Your cart is empty.

South Australian Festivals Impact Explorer

Festivals and events are embedded in the DNA of South Australians – they are a vibrant and valuable part of our culture and have helped to shape our identity for decades. On the surface, they may simply be viewed as a source of entertainment for locals and visitors. However, festivals and events contribute so much more. They provide extensive economic and social value that positively contribute to the well-being of our citizens and our economy.

  • Economic Prosperity
  • Social Fabric

South Australia has invested to build its competitive advantage in festivals since the inaugural Adelaide Festival in 1960. The 2022 Tourism Sentiment Index reported that in Q1 2022 Festivals, Events, and Concerts in Adelaide were ranked as the city’s #1 most loved asset. In fact, it placed 4th in the world as the top destination for festivals, events, and concerts. And it must be noted that this tourism asset generated 26% more positive sentiment than the global median, placing Adelaide in the top 15% in the world in this category.

Recently, the Malinauskas Government’s South Australian Economic Statement recognises and clearly prioritises that creativity is a key driver of prosperity, and enabler of economic diversification, and a driver of social change. It states that, We need to recognise the intersection of social, environmental and economic policy, and the link between prosperous communities and successful economies. After all, at the heart of our economy is the South Australian people.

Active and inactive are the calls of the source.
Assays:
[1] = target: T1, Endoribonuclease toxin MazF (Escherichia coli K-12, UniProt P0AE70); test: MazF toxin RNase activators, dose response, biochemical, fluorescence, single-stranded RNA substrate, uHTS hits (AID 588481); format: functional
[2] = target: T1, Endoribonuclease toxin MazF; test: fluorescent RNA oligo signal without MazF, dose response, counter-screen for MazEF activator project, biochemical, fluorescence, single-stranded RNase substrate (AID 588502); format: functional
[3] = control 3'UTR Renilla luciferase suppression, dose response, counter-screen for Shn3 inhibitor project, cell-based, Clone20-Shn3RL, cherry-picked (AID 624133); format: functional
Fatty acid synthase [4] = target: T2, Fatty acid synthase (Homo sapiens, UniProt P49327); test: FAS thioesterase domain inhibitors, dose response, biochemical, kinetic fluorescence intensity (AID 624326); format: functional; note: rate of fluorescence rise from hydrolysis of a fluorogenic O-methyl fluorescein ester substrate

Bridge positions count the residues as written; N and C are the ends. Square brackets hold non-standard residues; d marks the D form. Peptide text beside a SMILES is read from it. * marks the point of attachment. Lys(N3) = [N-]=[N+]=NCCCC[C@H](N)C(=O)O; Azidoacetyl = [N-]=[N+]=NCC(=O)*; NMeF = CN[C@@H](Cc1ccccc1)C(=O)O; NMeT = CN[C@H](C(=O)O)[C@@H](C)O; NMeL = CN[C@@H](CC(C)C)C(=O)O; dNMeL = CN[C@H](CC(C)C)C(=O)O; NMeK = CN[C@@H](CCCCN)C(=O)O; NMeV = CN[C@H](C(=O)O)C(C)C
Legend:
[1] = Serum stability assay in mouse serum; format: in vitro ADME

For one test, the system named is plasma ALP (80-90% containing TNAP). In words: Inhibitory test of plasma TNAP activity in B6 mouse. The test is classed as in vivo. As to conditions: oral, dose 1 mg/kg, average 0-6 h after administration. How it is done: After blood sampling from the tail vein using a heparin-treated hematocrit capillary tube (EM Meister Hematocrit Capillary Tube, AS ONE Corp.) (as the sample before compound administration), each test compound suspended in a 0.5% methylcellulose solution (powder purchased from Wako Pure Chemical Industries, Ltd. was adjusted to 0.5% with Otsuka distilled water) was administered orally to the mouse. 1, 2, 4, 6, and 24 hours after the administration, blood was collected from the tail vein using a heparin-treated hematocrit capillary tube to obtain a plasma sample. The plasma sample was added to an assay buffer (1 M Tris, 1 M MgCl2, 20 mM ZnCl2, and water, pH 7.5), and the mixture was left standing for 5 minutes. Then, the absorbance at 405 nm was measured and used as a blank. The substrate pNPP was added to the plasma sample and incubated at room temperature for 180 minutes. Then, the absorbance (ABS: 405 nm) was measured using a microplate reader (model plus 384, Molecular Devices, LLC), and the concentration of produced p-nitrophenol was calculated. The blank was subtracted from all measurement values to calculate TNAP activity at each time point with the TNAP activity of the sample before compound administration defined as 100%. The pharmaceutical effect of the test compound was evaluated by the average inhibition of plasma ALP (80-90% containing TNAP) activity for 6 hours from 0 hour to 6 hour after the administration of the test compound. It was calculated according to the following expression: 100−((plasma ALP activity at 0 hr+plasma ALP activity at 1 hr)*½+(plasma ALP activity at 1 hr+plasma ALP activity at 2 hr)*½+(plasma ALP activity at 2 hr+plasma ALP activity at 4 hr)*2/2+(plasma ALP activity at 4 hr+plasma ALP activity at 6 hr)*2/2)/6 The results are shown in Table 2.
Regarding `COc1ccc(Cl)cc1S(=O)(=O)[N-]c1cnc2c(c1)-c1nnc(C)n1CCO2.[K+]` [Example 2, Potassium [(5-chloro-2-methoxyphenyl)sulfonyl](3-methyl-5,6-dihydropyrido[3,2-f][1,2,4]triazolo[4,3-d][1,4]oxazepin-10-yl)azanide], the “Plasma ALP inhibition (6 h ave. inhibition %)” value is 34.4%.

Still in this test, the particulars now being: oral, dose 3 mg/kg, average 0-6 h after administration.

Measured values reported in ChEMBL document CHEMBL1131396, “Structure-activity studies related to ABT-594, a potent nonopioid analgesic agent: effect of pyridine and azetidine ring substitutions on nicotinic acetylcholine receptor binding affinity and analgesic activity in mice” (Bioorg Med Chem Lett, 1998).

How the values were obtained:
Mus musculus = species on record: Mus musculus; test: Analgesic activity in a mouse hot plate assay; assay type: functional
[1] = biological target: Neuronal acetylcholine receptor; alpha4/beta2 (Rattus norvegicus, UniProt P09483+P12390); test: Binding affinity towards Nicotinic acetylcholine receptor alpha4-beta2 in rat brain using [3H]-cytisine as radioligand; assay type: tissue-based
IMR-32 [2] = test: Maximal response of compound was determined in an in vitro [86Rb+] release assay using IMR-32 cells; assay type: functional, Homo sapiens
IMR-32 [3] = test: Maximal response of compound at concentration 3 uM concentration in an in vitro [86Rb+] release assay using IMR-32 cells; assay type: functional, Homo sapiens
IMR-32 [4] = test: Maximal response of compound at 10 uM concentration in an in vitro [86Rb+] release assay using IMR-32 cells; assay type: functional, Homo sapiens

This document (Impact Explorer) dives into this concept by setting out the spectrum of economic and social policy areas to which festivals and events contribute across South Australia. From jobs and revenue for the state, liveability and workforce attraction, to multiculturalism and community cohesion – the impacts from our festivals and events reach all dimensions of our society – now and into the future. As depicted in Figure 1, many of these policy areas straddle both economic and social impacts, although it could be argued that they all contribute to both the economic and social well-being of our great state.

Despite the extensive positive impact, there are also numerous challenges to the long-term success and prosperity of South Australia’s festival sector. The vision of Festival City Adelaide is that Adelaide is recognised nationally and internationally as Australia’s Festival Capital. For this vision to become a reality there are a number of areas of policy and business conditions that need attention to ensure our festival sector is thriving, leading and achieving its goals.